Helpline Tour Reminds Kids Help Is Available

By Cindy Chan, Epoch Times
March 4, 2009 11:56 pm Last Updated: March 5, 2009 10:39 am

Kids Help Phone counsellors Duane and Sara spoke to students at Leaside High School in Toronto on February 24, 2009. This year's Kids Help Phone School Tour presented by Motorola's Raise Your Voice program visited 30 schools across Canada.  (Virginia Middleton)
Kids Help Phone counsellors Duane and Sara spoke to students at Leaside High School in Toronto on February 24, 2009. This year's Kids Help Phone School Tour presented by Motorola's Raise Your Voice program visited 30 schools across Canada. (Virginia Middleton)
Canada’s toll-free, anonymous, confidential helpline for kids completed its annual cross-country school tour last week reminding students that they have someone to call no matter what challenges they face.

Beginning last November, three teams of counsellors from Kids Help Phone presented at 30 high schools across the country.

It was an “awesome” opportunity to meet the students and raise awareness about Kids Help Phone, said Cheryl-Lynn Roberts, a counsellor who has worked at the Toronto-based non-profit organization for nearly nine years.

“They did a lot of outreach and reached over 10,000 students,” she said.

This year is Kids Help Phone’s third annual school tour presented by Motorola’s Raise Your Voice program.

Raise Your Voice supports youth by partnering with organizations that provide resources and information and encourage young people to ask for help when they need it and to speak out on issues that affect them.

The six counsellors divided themselves into a Quebec team that also visited French schools in northern Ontario and two English teams that travelled to other parts of Canada.

Ms. Roberts said that last year Kids Help Phone assisted kids and youth from nearly 3,000 communities and more than 2.2 million times on the phone and online.

The organization’s approximately 100 full- and part-time professional counsellors provide phone and web counselling, referral, and information for young people—mostly from five to 20 years of age—round the clock every day of the year.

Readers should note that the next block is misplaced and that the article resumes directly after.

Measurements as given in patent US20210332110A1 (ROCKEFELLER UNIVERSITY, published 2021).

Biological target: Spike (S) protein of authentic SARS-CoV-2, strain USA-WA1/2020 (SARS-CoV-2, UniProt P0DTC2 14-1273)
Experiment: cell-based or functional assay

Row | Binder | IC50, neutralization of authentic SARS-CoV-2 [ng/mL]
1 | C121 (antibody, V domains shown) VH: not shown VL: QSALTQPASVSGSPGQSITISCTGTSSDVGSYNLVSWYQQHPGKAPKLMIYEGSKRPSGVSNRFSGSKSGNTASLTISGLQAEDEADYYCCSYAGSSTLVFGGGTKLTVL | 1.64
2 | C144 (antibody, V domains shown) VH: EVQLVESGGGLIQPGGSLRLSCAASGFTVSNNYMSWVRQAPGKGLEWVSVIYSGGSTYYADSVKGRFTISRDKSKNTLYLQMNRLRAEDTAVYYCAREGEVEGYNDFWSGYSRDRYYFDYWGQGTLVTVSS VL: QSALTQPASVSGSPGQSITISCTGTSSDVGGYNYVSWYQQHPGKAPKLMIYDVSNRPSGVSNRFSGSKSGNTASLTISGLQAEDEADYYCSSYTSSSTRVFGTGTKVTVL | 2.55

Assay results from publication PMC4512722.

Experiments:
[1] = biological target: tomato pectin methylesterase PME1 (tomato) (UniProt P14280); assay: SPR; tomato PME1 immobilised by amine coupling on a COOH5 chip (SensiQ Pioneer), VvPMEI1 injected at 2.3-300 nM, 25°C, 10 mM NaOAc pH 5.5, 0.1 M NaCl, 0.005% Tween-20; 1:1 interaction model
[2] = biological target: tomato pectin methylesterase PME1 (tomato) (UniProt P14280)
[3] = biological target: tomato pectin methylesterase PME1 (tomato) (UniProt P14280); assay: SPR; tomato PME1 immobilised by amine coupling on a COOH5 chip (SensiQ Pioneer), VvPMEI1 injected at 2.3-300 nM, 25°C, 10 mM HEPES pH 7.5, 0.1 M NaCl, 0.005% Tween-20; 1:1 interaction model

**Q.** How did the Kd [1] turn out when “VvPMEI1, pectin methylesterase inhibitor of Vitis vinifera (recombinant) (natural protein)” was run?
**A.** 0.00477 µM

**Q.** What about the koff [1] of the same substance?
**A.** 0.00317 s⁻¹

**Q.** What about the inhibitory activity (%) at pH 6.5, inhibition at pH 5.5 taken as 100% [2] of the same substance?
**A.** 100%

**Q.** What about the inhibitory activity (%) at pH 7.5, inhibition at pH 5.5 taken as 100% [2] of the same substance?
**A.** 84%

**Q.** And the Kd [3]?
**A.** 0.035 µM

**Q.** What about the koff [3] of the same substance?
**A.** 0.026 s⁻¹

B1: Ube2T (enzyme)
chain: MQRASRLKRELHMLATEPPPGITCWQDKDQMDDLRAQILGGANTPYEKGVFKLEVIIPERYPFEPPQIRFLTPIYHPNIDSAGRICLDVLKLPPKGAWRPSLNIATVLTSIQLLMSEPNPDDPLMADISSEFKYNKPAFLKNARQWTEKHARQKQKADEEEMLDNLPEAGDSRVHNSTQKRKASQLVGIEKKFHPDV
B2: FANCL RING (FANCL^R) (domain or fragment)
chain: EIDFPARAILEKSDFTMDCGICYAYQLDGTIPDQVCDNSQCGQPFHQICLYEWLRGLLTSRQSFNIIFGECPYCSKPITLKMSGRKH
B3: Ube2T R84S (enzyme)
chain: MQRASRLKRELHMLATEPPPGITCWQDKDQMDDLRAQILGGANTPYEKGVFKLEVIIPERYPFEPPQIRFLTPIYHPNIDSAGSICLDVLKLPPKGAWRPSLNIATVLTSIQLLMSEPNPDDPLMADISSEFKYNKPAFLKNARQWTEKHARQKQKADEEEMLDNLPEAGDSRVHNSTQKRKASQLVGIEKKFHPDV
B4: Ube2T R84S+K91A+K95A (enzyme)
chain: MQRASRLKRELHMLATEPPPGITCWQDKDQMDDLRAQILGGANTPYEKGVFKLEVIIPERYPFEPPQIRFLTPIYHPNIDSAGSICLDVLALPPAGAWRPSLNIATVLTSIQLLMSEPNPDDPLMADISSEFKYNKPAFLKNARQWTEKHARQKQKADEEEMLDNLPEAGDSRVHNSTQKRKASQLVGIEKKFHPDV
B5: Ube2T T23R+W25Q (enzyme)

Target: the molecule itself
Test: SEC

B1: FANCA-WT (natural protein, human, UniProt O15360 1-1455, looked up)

This year, Kids Help Phone celebrates 20 years in existence. Its phones first went live in 1989, the website launched in 1996, and online counselling began in 2002.

“Our calls have increased over the years. We are getting more calls about bullying, cyber-bullying, and Internet safety,” Ms. Roberts said.

“Over 70 percent of the calls are from well-functioning, high-functioning kids. About 30 percent are the ones that are more serious.”

In one case, a teenage boy from Ontario called and said he had taken some pills but didn’t want to die. He was very groggy and didn’t know exactly where he was but was able to provide some nearby landmarks, such as a coffee shop and a gas station. Ms. Roberts provided this information to the ambulance to get help to the boy.

Unless the caller wishes to reveal their identity, “it’s really anonymous and we don’t want any child to ever feel pressured,” she said.

The counsellors do not call out or call kids back and cannot trace calls, as they do not have call display on their phones.

Last week a young girl called wanting to report abuse going on at her home by both parents, including being beaten with a belt by her father.

In this case “I was more or less an advocate for the child because the child was ready to disclose,” Ms. Roberts said.

She called the Children’s Aid Society and arranged a three-way call. The social worker took down the girl’s name and phone number and arranged to meet her at her school.
 
“At the end of that shift I was happy I stayed over later just to stay on the phone with her. I left feeling that this is why I come here, because it does make a difference.”

Last year 23 percent of the requests for help were related to mental health concerns, about 22 percent were peer issues, 13 percent were family issues, and 10 percent were related to sexuality. Other topics included abuse, bullying, physical health, addictions, suicide, acculturation, and school.

Ms. Roberts also spoke of the challenges facing the kids.

“Parenting is probably the toughest and most important job that you’ll ever do in your life, no matter what your career is, but there are times where the children are calling us and we’re asking these kids to try and resolve things. Sometimes their hands are tied; it’s hard for them.”

Kids Help Phone maintains a national database of nearly 37,000 child and youth services to enable counsellors to refer kids to resources in their own communities. It is a member of Child Helpline International, a network of over 80 child helplines working to protect children’s rights worldwide.

The annual Walk for Kids Help Phone takes place on May 3. Last year walkers in 55 communities across Canada raised $3 million.

Kids Help Phone can be reached at 1-800-668-6868 or www.kidshelpphone.ca .